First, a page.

Bangladesh defended a controversial plan Friday to relocate Rohingya refugees to a remote island as a move to protect the persecuted people from risks, the nation’s top diplomat told Anadolu Agency.
Despite an outcry by the international community on safety and rights grounds, Bangladesh transferred Friday the first batch of 1,642 Rohingya to Bhashan Char, a distant island in the Bay of Bengal.
Another 3,500 will be sent to the island this week and the relocation is expected to be completed within a week, Bangladesh Sangbad Sangstha news agency reported, citing naval sources.
The South Asian country hosting more than 1 million Rohingya have developed concrete settlements on the island to house 100,000 Rohingya in the first phase, investing more than $350 million generated from its internal sources.
In a message to Anadolu Agency late Friday Foreign Minister AK Abdul Momen thanked premier Sheikh Hasina for her “decisive action” to transfer a portion of Rohingya living in the squalid makeshift tents in the southern district of Cox’s Bazar to Bhashan Char.
Momen claimed Hasina decided on the plan “to avoid deaths and accidents due to landslides and other untoward incidents in the overcrowded hilly areas of Kutupalang,” in the world’s largest refugee camp.
"They beat my son mercilessly and even smashed his teeth so that he agreed to go to the #BhasanChar island," Sufia Khatun, a 60-year-old #Rohingya refugee told the @AFP news agency in Cox's Bazar.https://t.co/2kFv2PuPk3
— Arafatul Islam (@arafatul) December 4, 2020
Underlining that concrete structures on the island will “provide better living for the time being,” Momen pointed out that “drug trafficking” and “flesh-trade trading” has deteriorated law and order in refugee camps in Cox’s Bazar.
International rights defenders, including the UN, slammed Bangladesh for starting with relocation without conducting any professional feasibility studies on the island by international experts before the transfer.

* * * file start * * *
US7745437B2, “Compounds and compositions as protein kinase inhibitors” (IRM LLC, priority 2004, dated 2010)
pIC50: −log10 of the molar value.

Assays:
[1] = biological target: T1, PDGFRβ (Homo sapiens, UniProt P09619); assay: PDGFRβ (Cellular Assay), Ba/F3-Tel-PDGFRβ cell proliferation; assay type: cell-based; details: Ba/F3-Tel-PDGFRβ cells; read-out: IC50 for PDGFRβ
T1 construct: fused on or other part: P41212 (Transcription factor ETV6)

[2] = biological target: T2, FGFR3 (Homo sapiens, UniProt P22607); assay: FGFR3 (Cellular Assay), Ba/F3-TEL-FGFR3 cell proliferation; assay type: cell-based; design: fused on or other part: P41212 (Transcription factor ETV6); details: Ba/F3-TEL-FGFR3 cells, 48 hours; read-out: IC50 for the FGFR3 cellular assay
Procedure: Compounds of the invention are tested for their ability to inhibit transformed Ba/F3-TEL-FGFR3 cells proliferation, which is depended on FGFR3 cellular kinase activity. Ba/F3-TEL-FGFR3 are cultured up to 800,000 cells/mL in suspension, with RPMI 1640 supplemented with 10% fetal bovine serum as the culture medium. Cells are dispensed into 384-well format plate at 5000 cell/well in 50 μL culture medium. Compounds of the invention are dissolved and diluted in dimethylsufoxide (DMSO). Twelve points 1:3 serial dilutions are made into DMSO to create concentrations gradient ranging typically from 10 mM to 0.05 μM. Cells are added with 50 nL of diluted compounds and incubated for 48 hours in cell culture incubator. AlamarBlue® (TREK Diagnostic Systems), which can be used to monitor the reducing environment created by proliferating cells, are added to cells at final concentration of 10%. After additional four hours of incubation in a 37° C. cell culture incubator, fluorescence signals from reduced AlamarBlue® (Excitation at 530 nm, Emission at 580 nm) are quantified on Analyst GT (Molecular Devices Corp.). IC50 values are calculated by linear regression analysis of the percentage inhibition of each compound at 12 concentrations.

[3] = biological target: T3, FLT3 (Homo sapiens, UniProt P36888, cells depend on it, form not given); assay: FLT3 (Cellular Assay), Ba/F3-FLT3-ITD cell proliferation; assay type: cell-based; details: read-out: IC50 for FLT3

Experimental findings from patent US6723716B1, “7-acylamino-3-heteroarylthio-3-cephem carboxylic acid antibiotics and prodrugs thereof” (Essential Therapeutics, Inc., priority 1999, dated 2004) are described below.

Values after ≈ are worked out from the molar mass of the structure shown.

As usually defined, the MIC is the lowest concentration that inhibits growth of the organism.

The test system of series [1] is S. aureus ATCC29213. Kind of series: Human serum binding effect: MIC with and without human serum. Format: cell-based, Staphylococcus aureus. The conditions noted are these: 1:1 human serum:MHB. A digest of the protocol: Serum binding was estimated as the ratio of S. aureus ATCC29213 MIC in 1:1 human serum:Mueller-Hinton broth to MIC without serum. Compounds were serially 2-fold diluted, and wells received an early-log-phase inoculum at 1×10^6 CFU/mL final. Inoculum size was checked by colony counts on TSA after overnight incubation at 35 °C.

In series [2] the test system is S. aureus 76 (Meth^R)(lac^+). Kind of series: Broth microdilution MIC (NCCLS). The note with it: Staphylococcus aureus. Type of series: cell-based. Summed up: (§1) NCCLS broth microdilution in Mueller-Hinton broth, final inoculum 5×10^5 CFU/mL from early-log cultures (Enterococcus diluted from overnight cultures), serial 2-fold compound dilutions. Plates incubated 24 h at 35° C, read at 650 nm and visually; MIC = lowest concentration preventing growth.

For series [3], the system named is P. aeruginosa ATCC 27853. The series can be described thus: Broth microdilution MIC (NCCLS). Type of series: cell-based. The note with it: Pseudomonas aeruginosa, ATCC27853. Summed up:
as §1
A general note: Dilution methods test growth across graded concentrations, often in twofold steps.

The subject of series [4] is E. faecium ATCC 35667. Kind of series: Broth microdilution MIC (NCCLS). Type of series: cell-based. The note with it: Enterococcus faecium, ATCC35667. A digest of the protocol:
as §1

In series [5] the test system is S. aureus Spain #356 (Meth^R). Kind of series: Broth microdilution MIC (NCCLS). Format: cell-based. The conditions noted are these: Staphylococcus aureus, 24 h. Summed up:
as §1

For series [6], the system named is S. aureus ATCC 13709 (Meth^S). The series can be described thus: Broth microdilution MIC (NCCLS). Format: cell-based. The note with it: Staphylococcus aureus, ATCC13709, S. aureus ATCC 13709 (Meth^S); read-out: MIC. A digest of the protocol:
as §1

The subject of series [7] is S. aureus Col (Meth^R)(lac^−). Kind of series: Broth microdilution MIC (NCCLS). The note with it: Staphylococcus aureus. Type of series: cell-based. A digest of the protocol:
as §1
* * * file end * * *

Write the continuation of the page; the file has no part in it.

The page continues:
They warned the silty island emerged only 20 years ago in the Bay of Bengal and it is flood-prone and inhabitants there have a high risk of being washed out during cyclone or stormy weather.
Read more: Rohingya in Bangladesh plead for cemeteries
According to officials and locals, the distant island that is 50 kilometers (31 miles) off Bangladesh’s southwestern coast, remains disconnected from the mainland during natural disasters.
Opposing the concerns of international communities, a Foreign Ministry statement said Friday that “the accommodation in Bhashan Char is strongly-built with concrete foundation which can withstand natural disasters such as cyclones and tidal waves.”
Referring to the Cyclone Amphan that hit Bangladesh and India in May, it said: “Despite the heightened tidal wave, all the 1,440 houses and 120 shelter stations in the island remained unharmed.”
Bangladesh refused to halt relocation of Rohingya refugees to Bhasan Char and wait for independent technical assessment. Despite promise of consultation and informed consent, some refugees told @hrw they were coerced into leaving https://t.co/IAlGTNilvq
— meenakshi ganguly (@mg2411) December 4, 2020
Assuring uninterrupted services to the stateless people on the island, it added that “in addition to Government agencies, around 22 NGOs are already there to extend all possible support to the relocated Rohingya.”
Commander Abdullah Al Mamun Chowdhury, director of the Bhasan Char Rohingya Camp Rehabilitation Project, told Anadolu Agency that “we have received them [Rohingya] and as per government directions we are resettling them. We are fully ready to provide full support to 100,000 Rohingya here.”
Appeal for actions against Myanmar
Momen criticized the international community for failing to take any punitive measures for the atrocities against Rohingya in Myanmar.
“During the last 3 years, trade and investment from European, ASEAN, China, Japan, UK, etc. have increased manifold in Myanmar in spite of violation of human rights,” he said in a message to Anadolu Agency.
“None of the Human Rights organizations have started any blockade of those countries that are heavily investing in Myanmar nor asking for divestment as they did in the case of Apartheid in South Africa,” he added.
According to Amnesty International, more than 750,000 Rohingya refugees, mostly women and children, fled Myanmar and crossed into Bangladesh after Myanmar forces launched a crackdown on the minority Muslim community in August 2017, pushing the number of persecuted people in Bangladesh above 1.2 million.
Since Aug. 25, 2017, nearly 24,000 Rohingya Muslims have been killed by Myanmar’s state forces, according to a report by the Ontario International Development Agency (OIDA).
More than 34,000 Rohingya were thrown into fires while over 114,000 others were beaten, said the OIDA report, entitled Forced Migration of Rohingya: The Untold Experience.
As many as 18,000 Rohingya women and girls were raped by Myanmar’s army and police and more than 115,000 Rohingya homes burned down, while 113,000 others vandalized, it added.
Anadolu with additional input by GVS News Desk